The issues affecting women, children, and families in San Francisco remain starkest in District 10, where inequity and disenfranchisement continue to ravage our communities. While we have the greatest percentage of children and mothers of any District, we are not afforded concomitant funding or equitable programming for children and youth and many families currently live in Food Deserts without access to healthy groceries. We have some of the last vibrant African American communities in the city, but people of color ‒ and particularly women and children of color ‒ remain the most vulnerable to displacement. In addition, infant and maternal mortality in San Francisco’s black community are tragically higher than both the state and national average. As Supervisor, I plan to address these issues head-on in the following ways.
Sexual Harassment & Sexual Assault
I have been glad that the issue of harassment is finally getting attention and, more importantly, that it has become the subject of action. However, I believe the ultimate goal should be a comprehensive culture change. Sexual harassment and assault, whether in the workplace or on the street, must no longer be normalized or tolerated in our actions or our speech. As Supervisor, I will lead by example and push men to take responsibility for their actions and words. In addition, because harassment is more likely where inequality exists, I am committed to supporting and elevating women to positions of power both within my own staff and in every City department, including the San Francisco Police Department.
Furthermore, I believe that more funds and attention should be given to our City’s Employee Assistance Program, which provides confidential counseling and support-group services for victims of sexual harassment, and to the Commission on the Status of Women and the services that they provide. Some of this will involve creating better publicity for existing services, such as the new Office of Sexual Harassment and Assault Response Prevention (SHARP), but also includes pushing for more safe havens for women and more resources for those who do not report violence for financial reasons. As Supervisor, I would champion any legislation that supports these or similar measures.
Women’s health is an issue that is not talked about enough given the impact it has on the daily life of half our population. Particularly when it comes to the health of minority, low-income, and homeless women within District 10, there are many ongoing, unaddressed issues that City Hall needs to take further steps to address.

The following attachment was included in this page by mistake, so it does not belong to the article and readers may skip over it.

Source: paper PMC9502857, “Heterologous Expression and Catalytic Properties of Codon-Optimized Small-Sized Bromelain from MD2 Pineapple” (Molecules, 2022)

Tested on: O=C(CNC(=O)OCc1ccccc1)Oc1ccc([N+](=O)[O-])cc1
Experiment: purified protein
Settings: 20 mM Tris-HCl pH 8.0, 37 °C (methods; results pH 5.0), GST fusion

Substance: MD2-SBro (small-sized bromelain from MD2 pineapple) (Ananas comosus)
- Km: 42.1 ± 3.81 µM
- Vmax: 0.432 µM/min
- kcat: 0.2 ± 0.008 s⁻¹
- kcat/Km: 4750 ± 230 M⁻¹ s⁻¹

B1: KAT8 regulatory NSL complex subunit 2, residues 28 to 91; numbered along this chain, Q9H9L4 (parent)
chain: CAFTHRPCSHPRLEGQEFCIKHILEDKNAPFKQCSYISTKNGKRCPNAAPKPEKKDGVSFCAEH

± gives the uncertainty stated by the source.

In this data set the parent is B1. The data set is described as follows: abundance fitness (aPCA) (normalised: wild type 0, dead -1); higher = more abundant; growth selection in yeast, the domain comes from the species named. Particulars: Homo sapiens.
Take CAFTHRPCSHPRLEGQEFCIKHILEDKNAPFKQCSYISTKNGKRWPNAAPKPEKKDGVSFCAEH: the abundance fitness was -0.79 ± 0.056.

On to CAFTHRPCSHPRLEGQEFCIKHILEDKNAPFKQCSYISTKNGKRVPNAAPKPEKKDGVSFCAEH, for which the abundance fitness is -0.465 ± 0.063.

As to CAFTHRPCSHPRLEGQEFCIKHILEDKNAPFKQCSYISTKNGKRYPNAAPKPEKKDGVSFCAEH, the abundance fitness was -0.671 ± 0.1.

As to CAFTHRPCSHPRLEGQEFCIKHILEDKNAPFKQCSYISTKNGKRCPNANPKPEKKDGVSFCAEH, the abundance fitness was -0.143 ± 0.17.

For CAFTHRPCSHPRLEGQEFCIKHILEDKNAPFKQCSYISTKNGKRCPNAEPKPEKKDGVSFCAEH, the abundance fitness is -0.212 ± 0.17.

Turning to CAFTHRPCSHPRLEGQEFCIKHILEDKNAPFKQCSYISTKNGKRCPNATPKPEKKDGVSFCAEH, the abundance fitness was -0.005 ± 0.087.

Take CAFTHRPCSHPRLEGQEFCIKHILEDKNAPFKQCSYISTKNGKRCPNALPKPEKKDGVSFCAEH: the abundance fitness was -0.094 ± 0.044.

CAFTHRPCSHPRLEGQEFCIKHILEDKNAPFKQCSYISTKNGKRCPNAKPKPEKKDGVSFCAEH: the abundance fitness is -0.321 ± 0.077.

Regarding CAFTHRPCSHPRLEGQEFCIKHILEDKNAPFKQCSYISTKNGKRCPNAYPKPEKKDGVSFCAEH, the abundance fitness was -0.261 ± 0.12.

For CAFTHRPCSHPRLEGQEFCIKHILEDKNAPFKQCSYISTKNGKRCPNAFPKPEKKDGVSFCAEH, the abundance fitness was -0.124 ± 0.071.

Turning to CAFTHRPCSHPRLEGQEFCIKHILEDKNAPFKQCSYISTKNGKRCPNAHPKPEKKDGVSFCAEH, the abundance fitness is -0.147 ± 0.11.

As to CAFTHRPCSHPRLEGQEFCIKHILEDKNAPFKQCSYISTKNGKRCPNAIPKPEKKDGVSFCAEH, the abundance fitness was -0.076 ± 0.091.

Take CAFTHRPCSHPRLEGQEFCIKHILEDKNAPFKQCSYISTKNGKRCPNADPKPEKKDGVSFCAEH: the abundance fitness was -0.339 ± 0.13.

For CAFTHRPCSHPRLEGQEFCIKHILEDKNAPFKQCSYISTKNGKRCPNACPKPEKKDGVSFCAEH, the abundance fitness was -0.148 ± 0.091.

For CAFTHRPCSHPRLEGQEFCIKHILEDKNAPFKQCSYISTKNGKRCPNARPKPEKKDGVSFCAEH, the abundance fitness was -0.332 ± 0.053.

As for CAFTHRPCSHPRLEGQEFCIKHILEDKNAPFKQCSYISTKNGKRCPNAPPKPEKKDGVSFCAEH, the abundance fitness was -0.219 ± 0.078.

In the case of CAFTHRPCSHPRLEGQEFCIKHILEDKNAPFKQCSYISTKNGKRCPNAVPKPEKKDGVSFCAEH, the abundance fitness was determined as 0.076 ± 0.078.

First and foremost, I strongly believe in a woman’s right to choose and make a decision for her body without interference from politicians. As Supervisor, I will make sure that all women, including minors, continue have access to safe health and reproductive care. As a father of two adult children and two step-children, I do empathize with parents who would like to be notified when their teenager seeks these services, but, as a teen parent, I also understand how many teens may not feel comfortable informing their parents and would much rather that young women have access to appropriate care than feel isolated and make unhealthy decisions. Lastly, I absolutely believe that there should be public funding for comprehensive reproductive health care, including abortion, for all individuals that rely on government-provided insurance.
The need for comprehensive and publicly funded reproductive health care goes beyond the issue of abortion, however. It is a tragic reality that the infant and maternal mortality rates of San Francisco’s black community are higher than both the state and national average, and this is unacceptable in such a wealthy and compassionate City. While San Francisco has been doing implicit bias training for healthcare providers for several years, we clearly haven’t done enough to ensure the effectiveness of these efforts or to prioritize this issue. As Supervisor, I would work to expand this implicit bias training for healthcare providers and thereby increase the cultural competency of those providing care to our expecting mothers. In addition, to ensure that we remain vigilant about any ethnic disparities in quality of care, the Dept. on the Status of Women should be tasked with monitoring the results of these efforts and make regular reports to the Board of Supervisors on the issue.